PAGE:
She hasn’t been nominated yet, but just the possibility that Elizabeth Warren could head the Consumer Financial Protection Bureau is already stirring passions, said Michael Scherer in Time. The new agency was first proposed by Warren, who currently serves as Congress’ chief overseer of the bank bailouts. It’s central to the Obama administration’s financial reforms, with a mandate to monitor the marketplace for misleading or predatory financial products, while ensuring that credit keeps flowing to consumers. Of the three most likely nominees—Warren, Assistant Treasury Secretary Michael Barr, and Justice Department attorney Eugene Kimmelman—Warren, 61, is by far the most polarizing; she’s “as beloved by progressive activists as she is distrusted by business lobbyists.” And that gives great pause to a White House that’s anxious to make peace with the business community.
Bankers are right to be nervous, said Floyd Norris in The New York Times. This is the woman who once wrote that “merchants of financial products have shown themselves very willing to take as much as they can by any means they can.” But comments like that are precisely why the White House should pick Warren, even at the risk of a bitter confirmation fight. As the bureau’s first head, the blunt-spoken Warren would set a tone of aggressive consumer advocacy. She certainly has made “all the right enemies,” said Andrew Leonard in Salon.com. Alabama Sen. Richard Shelby, who “opposed the creation of an agency looking out for consumers in the first place,” recently accused Warren of—horrors—“trying to change everything.” Nominating Warren would show that the administration is serious about the rights of financial consumers, which certainly would cheer the dispirited Democratic base. In the long run, the White House would win politically from this fight, even if Warren isn’t confirmed.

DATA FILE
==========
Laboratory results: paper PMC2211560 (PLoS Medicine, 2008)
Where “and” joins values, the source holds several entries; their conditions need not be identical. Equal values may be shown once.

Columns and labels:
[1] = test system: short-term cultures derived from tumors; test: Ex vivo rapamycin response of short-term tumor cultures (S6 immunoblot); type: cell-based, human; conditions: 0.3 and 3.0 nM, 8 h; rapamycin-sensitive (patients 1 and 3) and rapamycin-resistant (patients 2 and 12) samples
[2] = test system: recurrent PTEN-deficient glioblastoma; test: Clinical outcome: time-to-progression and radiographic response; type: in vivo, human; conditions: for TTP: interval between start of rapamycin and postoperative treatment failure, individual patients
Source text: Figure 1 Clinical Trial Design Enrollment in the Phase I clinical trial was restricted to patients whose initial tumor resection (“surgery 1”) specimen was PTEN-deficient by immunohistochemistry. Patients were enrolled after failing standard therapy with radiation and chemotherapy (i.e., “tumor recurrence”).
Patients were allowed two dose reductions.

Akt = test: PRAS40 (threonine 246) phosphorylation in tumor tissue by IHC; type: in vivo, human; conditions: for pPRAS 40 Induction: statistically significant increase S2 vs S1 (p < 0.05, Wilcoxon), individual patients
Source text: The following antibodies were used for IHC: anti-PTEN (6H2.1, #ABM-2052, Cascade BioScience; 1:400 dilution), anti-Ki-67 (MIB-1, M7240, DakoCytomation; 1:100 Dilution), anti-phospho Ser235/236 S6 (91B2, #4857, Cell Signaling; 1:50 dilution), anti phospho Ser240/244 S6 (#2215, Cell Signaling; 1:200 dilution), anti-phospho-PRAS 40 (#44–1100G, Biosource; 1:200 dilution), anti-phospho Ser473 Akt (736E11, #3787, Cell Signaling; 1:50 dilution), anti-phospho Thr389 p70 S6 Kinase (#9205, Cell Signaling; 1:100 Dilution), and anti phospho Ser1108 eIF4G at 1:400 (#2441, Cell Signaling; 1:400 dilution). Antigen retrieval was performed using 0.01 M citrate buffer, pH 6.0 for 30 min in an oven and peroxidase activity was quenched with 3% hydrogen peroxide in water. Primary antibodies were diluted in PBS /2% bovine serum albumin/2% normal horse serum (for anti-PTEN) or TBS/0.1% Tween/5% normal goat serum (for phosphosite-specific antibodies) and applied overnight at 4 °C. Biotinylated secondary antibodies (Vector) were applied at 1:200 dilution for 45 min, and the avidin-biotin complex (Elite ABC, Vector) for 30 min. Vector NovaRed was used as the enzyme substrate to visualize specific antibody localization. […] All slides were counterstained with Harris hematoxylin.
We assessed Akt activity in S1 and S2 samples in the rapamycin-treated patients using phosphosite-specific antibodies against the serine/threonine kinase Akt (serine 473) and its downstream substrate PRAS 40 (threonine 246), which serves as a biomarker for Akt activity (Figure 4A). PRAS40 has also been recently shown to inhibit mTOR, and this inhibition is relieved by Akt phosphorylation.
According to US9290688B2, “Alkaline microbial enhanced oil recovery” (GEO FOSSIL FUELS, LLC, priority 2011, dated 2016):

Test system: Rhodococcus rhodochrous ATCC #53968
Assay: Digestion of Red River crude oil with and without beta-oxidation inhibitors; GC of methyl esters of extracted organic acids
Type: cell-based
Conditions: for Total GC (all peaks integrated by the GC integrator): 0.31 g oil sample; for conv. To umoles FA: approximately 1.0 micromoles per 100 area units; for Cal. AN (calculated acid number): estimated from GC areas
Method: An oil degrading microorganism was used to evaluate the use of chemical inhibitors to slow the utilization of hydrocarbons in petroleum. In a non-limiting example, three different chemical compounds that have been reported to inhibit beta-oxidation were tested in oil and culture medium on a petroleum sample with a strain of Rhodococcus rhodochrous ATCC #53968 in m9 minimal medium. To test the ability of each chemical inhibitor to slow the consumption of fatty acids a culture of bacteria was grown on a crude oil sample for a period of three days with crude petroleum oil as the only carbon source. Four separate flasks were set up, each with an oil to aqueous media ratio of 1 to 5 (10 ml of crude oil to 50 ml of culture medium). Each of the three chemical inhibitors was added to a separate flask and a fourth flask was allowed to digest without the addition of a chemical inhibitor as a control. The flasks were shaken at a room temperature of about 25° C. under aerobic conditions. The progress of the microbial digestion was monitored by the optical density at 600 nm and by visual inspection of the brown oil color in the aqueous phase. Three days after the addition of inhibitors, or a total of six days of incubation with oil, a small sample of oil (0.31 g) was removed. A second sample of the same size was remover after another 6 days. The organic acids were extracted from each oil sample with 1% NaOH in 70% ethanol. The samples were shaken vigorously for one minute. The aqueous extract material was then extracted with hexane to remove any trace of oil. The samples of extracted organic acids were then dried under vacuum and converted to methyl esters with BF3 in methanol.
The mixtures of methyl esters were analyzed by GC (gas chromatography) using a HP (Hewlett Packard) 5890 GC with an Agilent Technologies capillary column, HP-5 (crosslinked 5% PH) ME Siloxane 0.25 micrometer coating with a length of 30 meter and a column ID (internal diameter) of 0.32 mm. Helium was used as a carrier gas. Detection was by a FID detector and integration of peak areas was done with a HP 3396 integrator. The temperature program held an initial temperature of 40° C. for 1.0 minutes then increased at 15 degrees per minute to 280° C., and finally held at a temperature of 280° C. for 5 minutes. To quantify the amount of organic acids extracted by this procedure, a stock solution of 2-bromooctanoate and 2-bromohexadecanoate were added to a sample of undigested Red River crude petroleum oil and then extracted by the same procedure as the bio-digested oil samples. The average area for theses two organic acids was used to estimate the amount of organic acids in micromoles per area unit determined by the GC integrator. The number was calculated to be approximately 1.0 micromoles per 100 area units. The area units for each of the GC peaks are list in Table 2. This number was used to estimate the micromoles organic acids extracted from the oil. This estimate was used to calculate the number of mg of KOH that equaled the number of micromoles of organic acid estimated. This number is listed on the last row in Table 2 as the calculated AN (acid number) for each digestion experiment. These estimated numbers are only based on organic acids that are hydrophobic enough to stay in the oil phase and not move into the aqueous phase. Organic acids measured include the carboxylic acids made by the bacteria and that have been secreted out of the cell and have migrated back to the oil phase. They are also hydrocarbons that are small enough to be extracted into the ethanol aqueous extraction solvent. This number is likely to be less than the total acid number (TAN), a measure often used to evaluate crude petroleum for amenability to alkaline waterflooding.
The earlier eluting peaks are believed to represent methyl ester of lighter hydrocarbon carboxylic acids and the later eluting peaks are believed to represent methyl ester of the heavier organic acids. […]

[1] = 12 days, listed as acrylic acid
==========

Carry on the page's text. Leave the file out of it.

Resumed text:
No one wins if the nominee can’t do the job, said Neil Irwin in The Washington Post, and Warren may be in over her head. Even some “pretty liberal” financial regulators have serious doubts that Warren, a Harvard law professor who has never managed a large organization, has the skills to “hire hundreds, maybe even thousands of people” and “create an administrative structure from scratch.” Then there’s the question of her ideology. She’s undoubtedly keen to warn consumers about “unscrupulous, exploitative, or dangerous loans and other financial products.” But this is someone who has written that “financial innovation” has produced only “incomprehensible terms and sharp practices.” That sort of mistrust of creative lending could create an excruciatingly tight credit market where “only rich people can buy a house” and “middle-class people can’t handle unexpected expenses by putting them on a credit card.”